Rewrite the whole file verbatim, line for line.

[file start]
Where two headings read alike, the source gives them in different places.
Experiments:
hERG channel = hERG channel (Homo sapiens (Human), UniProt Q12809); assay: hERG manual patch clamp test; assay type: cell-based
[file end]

Where two headings read alike, the source gives them in different places.
Experiments:
hERG channel = hERG channel (Homo sapiens (Human), UniProt Q12809); assay: hERG manual patch clamp test; assay type: cell-based